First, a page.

Public Eye: 1 in 5 CPS elementary students starts in overcrowded classrooms

SHARE Public Eye: 1 in 5 CPS elementary students starts in overcrowded classrooms

Students play ball after school on the playground of Audubon School. | Sun-Times file photo

Roughly one in five Chicago Public Schools elementary students starts the school year in overcrowded classrooms, which critics say reflects inadequate funding and misguided priorities by leaders.

CPS set the maximum class size at 28 for kindergarten and first, second and third grades; no more than 31 students should be in classrooms for grades four through eight.

And yet more than 51,000 CPS students were in classrooms that exceeded those standards a month into the 2014-15 school, the BGA found by analyzing CPS data obtained under the Illinois Freedom of Information Act.

What that meant at Avalon Park Elementary School on the South Side: A kindergarten class with 51 children and a first-grade room with 48 kids – way above what’s considered acceptable for youngsters learning the basics of reading, writing and math.

At Parkside Community Academy, also on the South Side, a kindergarten class had 42 students, while a third-grade room had 37, records show.

In fact, nearly all of Parkside’s lower grades had 34 or more students, according to the BGA analysis of 20th-day enrollment, the CPS’ official head count 20 class days into the school year.


Patricia Williams, who has six grandchildren at Parkside, summed up the size of the classes this way: “Ridiculous.”

“It is hard for those babies,” Williams said. “It is rowdy in the classroom. They are not getting the attention they need.”

Williams is worried about her second-grade and seventh-grade grandsons who seem to be falling behind, especially in reading. She said she repeatedly complained to school leadership and network administrators that the teachers didn’t have the time to focus on her grandsons, but no one responded. She is now trying to move them to a different school.

Principal Cedric Nolen refused to comment.

Systemwide about 1,600 elementary classrooms exceeded CPS’ own standards, about 20 percent of the nearly 8,500 non-charter elementary classrooms in the 2014-2015 school year, the BGA found.

Two-thirds of those overcrowded classrooms are on the South and West sides. About half have 90 percent or more low-income students.

There are about 230,000 non-charter elementary students in 409 schools. Most schools, 325, have at least one overcrowded room, the BGA found.

There are no formal penalties for exceeding classroom size standards.

As bad as the overcrowding numbers, previous analyses of CPS data indicates the numbers are improving. Two years ago there were 60,000 elementary students in overcrowded rooms.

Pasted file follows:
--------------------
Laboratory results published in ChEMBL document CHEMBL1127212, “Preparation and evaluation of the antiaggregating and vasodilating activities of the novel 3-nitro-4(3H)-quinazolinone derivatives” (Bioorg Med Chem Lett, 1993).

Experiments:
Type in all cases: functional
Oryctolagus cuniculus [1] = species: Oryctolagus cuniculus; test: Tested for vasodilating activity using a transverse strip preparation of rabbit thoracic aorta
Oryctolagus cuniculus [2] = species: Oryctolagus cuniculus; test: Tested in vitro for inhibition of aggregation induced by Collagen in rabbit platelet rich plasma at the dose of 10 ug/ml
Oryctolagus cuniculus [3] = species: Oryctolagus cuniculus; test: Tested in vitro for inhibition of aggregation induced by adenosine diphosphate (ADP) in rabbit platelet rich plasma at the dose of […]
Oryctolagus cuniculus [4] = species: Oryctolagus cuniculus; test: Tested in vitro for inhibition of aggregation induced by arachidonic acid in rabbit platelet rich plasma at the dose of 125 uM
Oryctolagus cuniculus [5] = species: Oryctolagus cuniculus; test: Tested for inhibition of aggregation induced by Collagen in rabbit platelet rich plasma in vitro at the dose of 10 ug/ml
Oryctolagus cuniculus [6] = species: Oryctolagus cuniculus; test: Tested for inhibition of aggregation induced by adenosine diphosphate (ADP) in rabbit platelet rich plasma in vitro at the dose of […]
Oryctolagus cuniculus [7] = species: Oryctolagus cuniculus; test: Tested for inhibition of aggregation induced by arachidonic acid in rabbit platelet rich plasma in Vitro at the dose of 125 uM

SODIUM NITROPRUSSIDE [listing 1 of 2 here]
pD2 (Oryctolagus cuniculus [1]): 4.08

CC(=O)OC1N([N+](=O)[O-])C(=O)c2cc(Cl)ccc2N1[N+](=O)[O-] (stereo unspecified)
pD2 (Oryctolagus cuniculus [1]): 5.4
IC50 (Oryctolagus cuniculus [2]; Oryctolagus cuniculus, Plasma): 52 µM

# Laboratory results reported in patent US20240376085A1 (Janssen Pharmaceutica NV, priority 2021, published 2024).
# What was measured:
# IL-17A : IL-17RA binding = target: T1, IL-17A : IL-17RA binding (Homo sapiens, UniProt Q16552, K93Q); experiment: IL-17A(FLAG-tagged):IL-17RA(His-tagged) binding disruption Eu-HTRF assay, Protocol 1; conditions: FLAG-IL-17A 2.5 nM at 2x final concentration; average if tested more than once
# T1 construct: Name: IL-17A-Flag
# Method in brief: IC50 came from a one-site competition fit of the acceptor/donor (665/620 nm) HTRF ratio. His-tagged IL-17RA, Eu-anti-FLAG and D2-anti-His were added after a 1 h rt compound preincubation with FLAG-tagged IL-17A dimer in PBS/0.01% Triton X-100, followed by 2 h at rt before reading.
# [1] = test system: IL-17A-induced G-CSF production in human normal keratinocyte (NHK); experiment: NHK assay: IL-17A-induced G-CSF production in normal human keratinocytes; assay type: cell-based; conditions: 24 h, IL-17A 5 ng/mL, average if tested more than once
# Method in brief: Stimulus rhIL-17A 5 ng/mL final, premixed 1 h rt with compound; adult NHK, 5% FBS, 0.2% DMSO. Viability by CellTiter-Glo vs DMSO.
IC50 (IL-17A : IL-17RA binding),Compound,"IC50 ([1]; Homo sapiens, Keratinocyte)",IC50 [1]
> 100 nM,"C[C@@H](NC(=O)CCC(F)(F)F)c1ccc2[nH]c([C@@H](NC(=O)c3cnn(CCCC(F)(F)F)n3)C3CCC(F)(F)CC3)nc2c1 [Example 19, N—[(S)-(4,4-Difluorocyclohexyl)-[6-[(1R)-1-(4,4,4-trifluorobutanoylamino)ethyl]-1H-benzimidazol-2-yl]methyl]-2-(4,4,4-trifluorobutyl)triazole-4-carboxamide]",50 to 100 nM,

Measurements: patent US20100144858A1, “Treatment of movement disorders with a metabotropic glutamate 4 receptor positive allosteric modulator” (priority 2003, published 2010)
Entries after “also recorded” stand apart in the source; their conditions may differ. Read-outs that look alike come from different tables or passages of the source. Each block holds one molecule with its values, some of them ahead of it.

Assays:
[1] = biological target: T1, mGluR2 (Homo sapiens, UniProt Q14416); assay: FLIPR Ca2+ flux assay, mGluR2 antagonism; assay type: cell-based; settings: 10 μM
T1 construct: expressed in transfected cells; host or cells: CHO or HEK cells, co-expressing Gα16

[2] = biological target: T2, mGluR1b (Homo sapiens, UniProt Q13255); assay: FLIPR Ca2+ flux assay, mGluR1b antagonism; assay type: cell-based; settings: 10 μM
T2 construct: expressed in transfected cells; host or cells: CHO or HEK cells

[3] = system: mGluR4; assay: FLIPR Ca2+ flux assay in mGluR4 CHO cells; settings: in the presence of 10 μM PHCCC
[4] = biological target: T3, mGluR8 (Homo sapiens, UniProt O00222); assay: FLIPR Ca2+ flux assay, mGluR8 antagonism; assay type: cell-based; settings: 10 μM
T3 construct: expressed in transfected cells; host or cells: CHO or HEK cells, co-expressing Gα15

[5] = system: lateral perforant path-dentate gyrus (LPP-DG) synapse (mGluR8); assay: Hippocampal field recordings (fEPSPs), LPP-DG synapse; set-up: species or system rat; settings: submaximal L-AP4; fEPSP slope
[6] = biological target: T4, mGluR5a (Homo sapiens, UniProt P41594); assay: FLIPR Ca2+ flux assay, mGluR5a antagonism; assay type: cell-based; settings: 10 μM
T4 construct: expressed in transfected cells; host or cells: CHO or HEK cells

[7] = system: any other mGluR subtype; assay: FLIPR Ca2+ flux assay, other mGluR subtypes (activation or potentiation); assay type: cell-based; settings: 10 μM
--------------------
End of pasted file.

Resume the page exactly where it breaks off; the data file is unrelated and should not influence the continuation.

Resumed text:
However about 3,600 more kids attended charter schools this year, and CPS does not regularly monitor class sizes in charter schools. Schoolwide – rather than classroom – averages are reported to the Illinois State Board of Education. Those records indicate some Chicago charter schools are also exceeding district ceilings on class sizes.

CPS spokesman Bill McCaffrey said CPS closely monitors class size in non-charter schools and provides additional support in the form of teachers and aides for especially large classes, though that often happens after the 20th day of instruction.

Parents and teachers complain that CPS does not enforce its own standards and they often must fight to get more staff to handle large classes.

At Audubon Elementary School, a North Side elementary school where kindergarten classes had as many as 34 students, parents were irate, but “nobody did anything” at CPS to deal with concerns, according to Kathleen Hayes, a mother of a boy in pre-kindergarten.

Hayes said she loves the other parents at the school and wanted her son to be in the neighborhood but decided to transfer him next year to a school where the principal is committed to keeping class sizes at 28.

“As a parent I was worried about my son being lost in the shuffle,” she said. “I wanted to make sure that my son had a chance to be in a more personal classroom and to have a less stressed out teacher.”

Class sizes may keep rising in Chicago with possible school-level cuts in order to balance a projected $1.1 billion deficit. CPS is waiting for state government to adopt a budget before telling principals what their spending limits will be for next school year. About a third of CPS’ funding comes from the state.

Lois Jones, head of a Chicago Teachers Union panel that fields complaints by teachers about class size and recommends remedies, said of CPS: “They are always saying, ‘We don’t have the money.’”

Others said it’s a matter of priorities. “They could have chosen to lower the class sizes over many, many things,” said Wendy Katten of the parent advocacy group Raise Your Hand Illinois.

Class size is not an issue teachers can file an official union grievance over, but the union tries to work with CPS to remedy individual cases of overcrowding. It’s an issue often at the center of teacher contract negotiations.

Jeremy Finn, an education professor at State University of New York who did one of the landmark studies on class size, said small class sizes are beneficial for all students but are especially important for poor students.

“Small class sizes have long-term carryover on the achievement of students,” Finn said. Students who spend three or four years in small classes are more likely to take Advanced Placement and other high-level classes in high school, according to research.

By Sarah Karp, Better Government Association

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